1. One by one roast half the garlic cloves and the rest of the ingredients except the tamarind and salt, allowing everything to turn lightly golden brown and putting each into a plate before moving on to the next ingredient. Be very careful roasting the coconut because it will brown very fast.
  2. Place all the  ingredients including the unroasted garlic cloves, the tamarind, salt and 1 tbsp oil in a food processor.
  3. Process until everything breaks down into a coarse powder.


ladi pav
Whole Wheat Laadi Pav
Prep time
Cook time
Total time
A healthy recipe for Whole-Wheat Laadi Pav, perfect with vada pav, pav bhaji or misal pav.
Recipe type: Bread
Cuisine: Indian vegetarian
Serves: 9 – 12
  • 1½ cups whole-wheat flour
  • 1½ cups all-purpose flour
  • .2 tbsp vital wheat gluten flour
  • 1½ tsp active dry yeast
  • ½ tsp baking soda
  • 1 tsp salt
  • 1½ cups warm water
  • 2 tsp sugar
  • 3 tbsp vegetable oil
  1. Mix the sugar, ½ cup warm water and the yeast in a mixing bowl and set aside for about 10 minutes until the mixture starts to froth, indicating the yeast is alive and well.
  2. Sift all the flours and baking soda into the bowl. Knead on low speed in a stand mixer or by hand for about 3 minutes, trickling in 1 cup of water until you have a dough that’s smooth but slightly sticky
  3. Add the oil and continue to knead until the oil has been absorbed by the dough, about 1 more minute.
  4. Now place in an oiled bowl, turning over once to coat all over with oil, cover with a kitchen towel, and set aside for 2 hours until the dough has risen.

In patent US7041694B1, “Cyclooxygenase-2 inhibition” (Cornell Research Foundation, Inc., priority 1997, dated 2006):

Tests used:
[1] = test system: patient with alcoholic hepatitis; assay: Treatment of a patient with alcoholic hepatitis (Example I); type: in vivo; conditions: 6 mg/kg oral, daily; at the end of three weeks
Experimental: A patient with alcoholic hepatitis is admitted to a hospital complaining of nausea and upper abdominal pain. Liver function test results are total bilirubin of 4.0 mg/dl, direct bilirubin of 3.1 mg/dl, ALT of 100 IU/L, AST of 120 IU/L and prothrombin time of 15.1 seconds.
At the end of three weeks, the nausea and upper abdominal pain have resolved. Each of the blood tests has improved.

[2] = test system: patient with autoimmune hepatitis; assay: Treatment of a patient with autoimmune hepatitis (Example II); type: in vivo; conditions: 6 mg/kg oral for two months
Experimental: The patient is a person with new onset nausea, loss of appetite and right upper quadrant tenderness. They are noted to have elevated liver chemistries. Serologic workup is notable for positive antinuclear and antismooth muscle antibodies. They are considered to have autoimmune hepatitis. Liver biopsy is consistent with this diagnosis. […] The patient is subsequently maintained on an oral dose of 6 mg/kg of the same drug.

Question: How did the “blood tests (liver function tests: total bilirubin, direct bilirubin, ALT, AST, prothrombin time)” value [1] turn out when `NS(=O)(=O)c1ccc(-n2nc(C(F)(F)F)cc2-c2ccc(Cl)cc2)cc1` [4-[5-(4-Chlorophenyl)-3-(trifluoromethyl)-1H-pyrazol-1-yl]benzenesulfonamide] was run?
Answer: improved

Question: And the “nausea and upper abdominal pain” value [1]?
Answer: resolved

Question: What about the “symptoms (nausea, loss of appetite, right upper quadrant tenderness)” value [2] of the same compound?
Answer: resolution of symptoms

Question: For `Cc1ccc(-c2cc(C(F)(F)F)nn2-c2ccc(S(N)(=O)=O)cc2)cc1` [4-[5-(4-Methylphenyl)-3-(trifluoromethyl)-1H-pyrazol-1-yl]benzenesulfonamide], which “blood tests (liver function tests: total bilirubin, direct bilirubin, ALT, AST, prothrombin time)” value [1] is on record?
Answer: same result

5. Punch down the dough and divide into 9 or 12 balls, depending on how large or small you want your pav.
  6. Shape them into a slightly rectangular shape by pulling at the sides of the dough and tucking under on all four sides.
  7. Place the tolls in a rectangular 9 X 13 inch baking dish smeared with oil and lightly floured, or on a cookie sheet, close enough but not touching each other. Let the rolls rise for an hour. They will join at the ends when they have risen, forming a slab, or laadi in Marathi
  8. Preheat the oven to 370 degrees. Place the pav in the oven and bake 23 minutes.
  9. Brush the tops with a little oil, if desired, for a pretty, glossy look.
  10. Remove to a rack and allow the rolls to cool before breaking them off.

To assemble the vada pav, make a slit through the center of the pav without going all the way through the bottom. Slater the bottom with some of the garlic chutney, place a vada on top, place your thumbs on the underside of the pav and your fingers on top, press the top and bottom together, and dig in.

vada pav

The Laadi Pav goes off to Pari of Foodelicious for her “Only”: Cooking with Bread event.


Bombay’s spicy street snacks make perfect Superbowl food. Want more inspiration? Try my Pav Bhaji, another surefire winner. Or my healthy baked Samosas, or flaky Vegetable Puffs.

(C) All recipes and photographs copyright of Holy Cow! Vegan Recipes.